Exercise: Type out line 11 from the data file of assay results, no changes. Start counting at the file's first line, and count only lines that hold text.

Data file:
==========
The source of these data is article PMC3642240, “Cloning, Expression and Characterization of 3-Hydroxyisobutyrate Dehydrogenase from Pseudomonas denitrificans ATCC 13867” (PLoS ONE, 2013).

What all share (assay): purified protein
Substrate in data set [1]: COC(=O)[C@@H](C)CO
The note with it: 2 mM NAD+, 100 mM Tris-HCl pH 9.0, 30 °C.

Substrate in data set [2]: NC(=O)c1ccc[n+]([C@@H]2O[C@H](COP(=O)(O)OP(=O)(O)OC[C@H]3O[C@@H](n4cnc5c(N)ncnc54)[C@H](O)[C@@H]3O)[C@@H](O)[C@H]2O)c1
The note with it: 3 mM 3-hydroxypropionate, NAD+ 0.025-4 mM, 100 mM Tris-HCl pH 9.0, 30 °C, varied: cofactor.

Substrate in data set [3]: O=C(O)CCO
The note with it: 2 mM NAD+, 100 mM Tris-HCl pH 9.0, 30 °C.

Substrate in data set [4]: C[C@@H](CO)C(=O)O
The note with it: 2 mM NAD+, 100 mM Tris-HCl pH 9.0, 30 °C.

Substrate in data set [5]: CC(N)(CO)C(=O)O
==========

Substrate in data set [5]: CC(N)(CO)C(=O)O